6.Cohen, S. and Weinstein, N. (1981). Nonauditory effects of noise on behavior and health. Journal of Social Issues, 37, 36-70.  Back to cited text no. 6    
7.EEA: European Environment Agency (2004). Ten key transport and environment issues for policy makers. Copenhagen (Dk): EEA, Report no. 3, 30 pp., www.eea.eu.int.   Back to cited text no. 7    
8.END: European Noise Directive (2002). Directive 2002/49/EC of the European Parliament and of the Council of 25 June 2002 relating to the assessment and management of environmental noise. http://europa.eu.int/eur­ lex/pri/en/oj/dat/2002/l_189/l_18920020718en00120025. pddf.  Back to cited text no. 8    
9.ERTRAC: European Road Transport Research Council (June 2004). Vision 2020 and challenges. www.ertrac.org.  Back to cited text no. 9    
10. Fisschoff, B. (1984). Setting standards: a systematic approach to managing public health and safety risks. Management Science 30, 823-843.  Back to cited text no. 10    
11.Gardner, G. T., & Stern, P. C. (1996). Environmental pro­blems and human behavior. Boston: Allyn and Bacon. 2nd Ed. Boston: Pearson Custom Publishing 2002.  Back to cited text no. 11    
12.Guski, R. (1999). Personal and social variables as co­determinants of noise annoyance. Noise and Health 3, 45­56.  Back to cited text no. 12    
13.Lercher, P. (1996). Environmental noise and health: an integrated research perspective. Environment International 22, 117-129.  Back to cited text no. 13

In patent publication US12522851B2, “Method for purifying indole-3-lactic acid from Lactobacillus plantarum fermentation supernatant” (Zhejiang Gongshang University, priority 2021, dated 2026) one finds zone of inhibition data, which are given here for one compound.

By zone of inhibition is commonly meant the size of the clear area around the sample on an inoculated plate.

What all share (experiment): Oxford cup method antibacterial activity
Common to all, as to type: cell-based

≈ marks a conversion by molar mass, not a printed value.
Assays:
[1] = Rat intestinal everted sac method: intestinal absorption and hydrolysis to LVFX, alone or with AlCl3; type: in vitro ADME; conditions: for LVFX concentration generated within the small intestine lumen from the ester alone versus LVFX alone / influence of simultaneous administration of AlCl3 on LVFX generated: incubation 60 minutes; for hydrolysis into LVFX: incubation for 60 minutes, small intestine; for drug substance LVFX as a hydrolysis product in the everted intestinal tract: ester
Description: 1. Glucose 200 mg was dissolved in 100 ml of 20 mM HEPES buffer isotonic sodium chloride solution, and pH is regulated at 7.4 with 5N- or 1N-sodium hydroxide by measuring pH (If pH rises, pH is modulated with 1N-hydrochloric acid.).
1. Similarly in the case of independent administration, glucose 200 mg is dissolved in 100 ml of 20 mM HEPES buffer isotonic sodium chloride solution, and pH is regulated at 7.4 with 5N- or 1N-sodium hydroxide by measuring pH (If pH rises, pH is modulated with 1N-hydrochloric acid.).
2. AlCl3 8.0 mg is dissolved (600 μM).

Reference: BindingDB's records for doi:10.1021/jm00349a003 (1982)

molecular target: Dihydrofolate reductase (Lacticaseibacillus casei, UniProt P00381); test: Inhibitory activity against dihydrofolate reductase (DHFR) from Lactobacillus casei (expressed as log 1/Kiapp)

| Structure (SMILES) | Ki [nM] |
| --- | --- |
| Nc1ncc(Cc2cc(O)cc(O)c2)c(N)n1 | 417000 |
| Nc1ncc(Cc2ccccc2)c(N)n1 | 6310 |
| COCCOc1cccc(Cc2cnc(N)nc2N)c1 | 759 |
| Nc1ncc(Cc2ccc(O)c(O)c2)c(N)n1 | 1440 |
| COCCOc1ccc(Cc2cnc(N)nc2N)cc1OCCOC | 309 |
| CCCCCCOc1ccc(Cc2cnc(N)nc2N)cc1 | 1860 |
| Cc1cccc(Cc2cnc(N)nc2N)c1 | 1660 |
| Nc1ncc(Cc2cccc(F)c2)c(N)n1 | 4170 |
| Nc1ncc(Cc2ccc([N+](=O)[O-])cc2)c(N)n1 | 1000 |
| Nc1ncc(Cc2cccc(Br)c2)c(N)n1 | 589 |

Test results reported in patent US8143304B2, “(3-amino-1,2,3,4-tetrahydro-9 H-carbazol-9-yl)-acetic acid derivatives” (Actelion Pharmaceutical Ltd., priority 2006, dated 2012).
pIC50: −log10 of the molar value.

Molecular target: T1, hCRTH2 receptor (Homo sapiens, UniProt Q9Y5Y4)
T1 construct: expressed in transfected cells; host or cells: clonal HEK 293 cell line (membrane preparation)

14.Miedema, H. M. E. and Vos, H. (1998). Exposure-response relationships for transportation noise. Journal of the Acoustical Society of America 104, 3432-3445.  Back to cited text no. 14    
15.Miedema, H. M. E. and Vos, H. (1999). Demographic and attitudinal factors that modify annoyance from transportation noise. Journal of the Acoustical Society of America 105, 3336-3344.  Back to cited text no. 15    
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23.Vlek, Ch. (2000). Essential psychology for environmental policy making. International Journal of Psychology 35, 153-167.  Back to cited text no. 23    
24.Vlek, C., Skolnik, M. & Gatersleben, B. (1998). Sustainable development and quality of life: expected effects of prospective changes in economic and environmental conditions. Zeitschrift ffur experimentelle Psychologie 45 (4), 319-333 (with German summary).  Back to cited text no. 24    

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Correspondence Address:
C Vlek
Department of Psychology, Grote Kruisstraat, 2/I, 9712 TS Groningen
Netherlands
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Source of Support: None, Conflict of Interest: None


PMID: 16053607